his fate depended on how eagerly he cooperated with the authorities
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6  

Cesar Masamlok surrendered to the authorities at the Davao del Sur Constabulary Head Quarters.
He testified that Ruben Burgos forcibly recruited him as member of NPA. Burgos threatened him
with the use of a firearm. Masamlok attended the seminar where Burgos spoke about his
membership with the NPA and the organization¶s desire to overthrow the government.

Pursuant to this information, PC-INP members went to house of accused. Accused was plowing
the field when they arrived. Pat. Bioco called the accused and asked him about the firearm.
Accused denied possession of said firearm but later, his wife pointed to a place below their house
where a gun was buried in the ground. After the recovery of said firearm, accused pointed to a
stock pile of cogon where the officers recovered:

3. maroon notebook
4. pamphlets: Ang Bayan, Pahayagan ng Paritdo Komunista ng Pilipinas etc.

Accused admitted that firearm was issued to him by Nestor Jimines, team leader of sparrow unit.

  

4. Whether or not the warrantless arrest of Ruben Burgos was lawful?


5. Whether or not the search of his house and the subsequent confiscation of a firearm and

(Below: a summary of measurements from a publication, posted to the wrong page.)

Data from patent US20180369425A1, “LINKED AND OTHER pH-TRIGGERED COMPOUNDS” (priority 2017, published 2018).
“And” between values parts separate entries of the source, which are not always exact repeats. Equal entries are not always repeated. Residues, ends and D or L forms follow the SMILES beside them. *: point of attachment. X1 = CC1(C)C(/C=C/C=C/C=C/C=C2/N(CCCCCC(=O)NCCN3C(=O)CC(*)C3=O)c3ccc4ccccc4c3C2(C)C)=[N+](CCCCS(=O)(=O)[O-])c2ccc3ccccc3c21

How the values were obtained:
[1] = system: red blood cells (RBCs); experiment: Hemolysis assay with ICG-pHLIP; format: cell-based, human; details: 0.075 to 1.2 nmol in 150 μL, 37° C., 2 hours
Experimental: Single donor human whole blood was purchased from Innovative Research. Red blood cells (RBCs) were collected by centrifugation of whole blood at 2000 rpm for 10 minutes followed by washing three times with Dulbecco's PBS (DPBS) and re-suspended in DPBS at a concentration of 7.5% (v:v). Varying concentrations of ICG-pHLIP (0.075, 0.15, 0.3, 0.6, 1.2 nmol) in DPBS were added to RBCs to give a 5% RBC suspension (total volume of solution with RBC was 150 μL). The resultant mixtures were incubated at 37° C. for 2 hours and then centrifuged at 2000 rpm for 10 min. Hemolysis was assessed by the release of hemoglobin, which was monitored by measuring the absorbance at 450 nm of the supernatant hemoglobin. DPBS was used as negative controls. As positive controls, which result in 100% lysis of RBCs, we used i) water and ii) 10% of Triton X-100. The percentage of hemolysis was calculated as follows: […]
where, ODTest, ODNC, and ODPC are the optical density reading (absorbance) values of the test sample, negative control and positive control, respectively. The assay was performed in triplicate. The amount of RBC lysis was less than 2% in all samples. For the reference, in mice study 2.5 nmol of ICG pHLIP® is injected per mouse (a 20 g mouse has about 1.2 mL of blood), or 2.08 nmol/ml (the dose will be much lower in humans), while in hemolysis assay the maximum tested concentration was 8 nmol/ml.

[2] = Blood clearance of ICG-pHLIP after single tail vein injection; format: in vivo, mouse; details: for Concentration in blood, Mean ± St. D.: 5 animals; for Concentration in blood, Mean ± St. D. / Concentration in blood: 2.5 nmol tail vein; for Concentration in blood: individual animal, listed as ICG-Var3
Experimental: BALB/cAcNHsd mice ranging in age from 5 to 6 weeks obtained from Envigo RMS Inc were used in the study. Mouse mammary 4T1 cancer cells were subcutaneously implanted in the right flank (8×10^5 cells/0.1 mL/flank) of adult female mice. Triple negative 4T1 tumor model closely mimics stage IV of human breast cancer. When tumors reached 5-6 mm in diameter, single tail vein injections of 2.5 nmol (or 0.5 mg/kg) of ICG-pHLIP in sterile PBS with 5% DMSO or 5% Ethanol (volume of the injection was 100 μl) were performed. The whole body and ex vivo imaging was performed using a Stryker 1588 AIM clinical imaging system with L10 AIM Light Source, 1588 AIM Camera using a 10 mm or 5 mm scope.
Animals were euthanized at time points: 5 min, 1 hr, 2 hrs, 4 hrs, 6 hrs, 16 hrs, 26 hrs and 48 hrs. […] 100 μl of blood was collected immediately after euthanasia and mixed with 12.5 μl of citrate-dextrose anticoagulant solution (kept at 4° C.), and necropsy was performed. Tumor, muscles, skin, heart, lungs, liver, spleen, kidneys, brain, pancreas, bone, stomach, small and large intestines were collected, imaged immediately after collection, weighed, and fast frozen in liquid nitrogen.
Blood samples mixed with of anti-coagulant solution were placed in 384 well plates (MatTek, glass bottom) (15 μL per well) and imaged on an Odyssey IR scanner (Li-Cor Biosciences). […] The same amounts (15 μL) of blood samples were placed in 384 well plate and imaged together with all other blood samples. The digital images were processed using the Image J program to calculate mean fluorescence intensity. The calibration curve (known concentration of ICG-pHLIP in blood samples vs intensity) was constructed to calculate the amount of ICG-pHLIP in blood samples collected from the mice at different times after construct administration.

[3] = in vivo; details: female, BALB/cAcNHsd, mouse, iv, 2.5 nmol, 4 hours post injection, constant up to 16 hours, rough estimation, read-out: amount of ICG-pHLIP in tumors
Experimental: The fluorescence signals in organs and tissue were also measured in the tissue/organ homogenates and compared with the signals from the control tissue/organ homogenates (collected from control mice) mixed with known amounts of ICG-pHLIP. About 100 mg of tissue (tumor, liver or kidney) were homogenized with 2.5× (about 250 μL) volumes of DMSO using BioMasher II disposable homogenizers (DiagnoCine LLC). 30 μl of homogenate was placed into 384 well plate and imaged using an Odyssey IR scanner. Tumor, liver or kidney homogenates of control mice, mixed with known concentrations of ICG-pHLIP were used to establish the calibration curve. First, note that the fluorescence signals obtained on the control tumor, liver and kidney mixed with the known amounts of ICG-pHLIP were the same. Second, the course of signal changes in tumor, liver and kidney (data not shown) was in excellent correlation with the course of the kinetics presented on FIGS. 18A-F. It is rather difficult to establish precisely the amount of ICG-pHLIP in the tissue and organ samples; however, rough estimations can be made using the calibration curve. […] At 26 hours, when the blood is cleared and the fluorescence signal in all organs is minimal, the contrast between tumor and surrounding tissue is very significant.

documents allegedly found therein conducted in a lawful and valid manner?
6. Whether or not the evidence sustaining the crime charged meet the test of proving guilt
beyond reasonable doubt?
  

4. No. Under Section 6(a) of Rule 113, the officer arresting a person who has just committed, is
committing, or is about to commit an offense must have à
 knowledge of that fact. The
offense must also be committed in his presence or within his view. In this case, the accused
was arrested on the sole basis of Masamlok's verbal report. Masamlok led the authorities to
suspect that the accused had committed a crime.

5. No. If an arrest without a warrant is unlawful at the moment it is made, generally nothing that
happened or is discovered afterwards can make it lawful. Neither can it be presumed that
there was a waiver, or that consent was given by the accused to be searched simply because
he failed to object.

6. No. The Constitution itself mandates that any evidence obtained in violation of right is
inadmissible in evidence. With the extra-judicial confession, the firearm, and the alleged
subversive documents inadmissible in evidence against the accused-appellant, the only
remaining proof to sustain the charge of Illegal Possession of Firearm in Furtherance of
Subversion is the testimony of Cesar Masamlok. In the instant case, Masamlok's testimony
was totally uncorroborated. Considering that Masamlok surrendered to the military certainly
his fate depended on how eagerly he cooperated with the authorities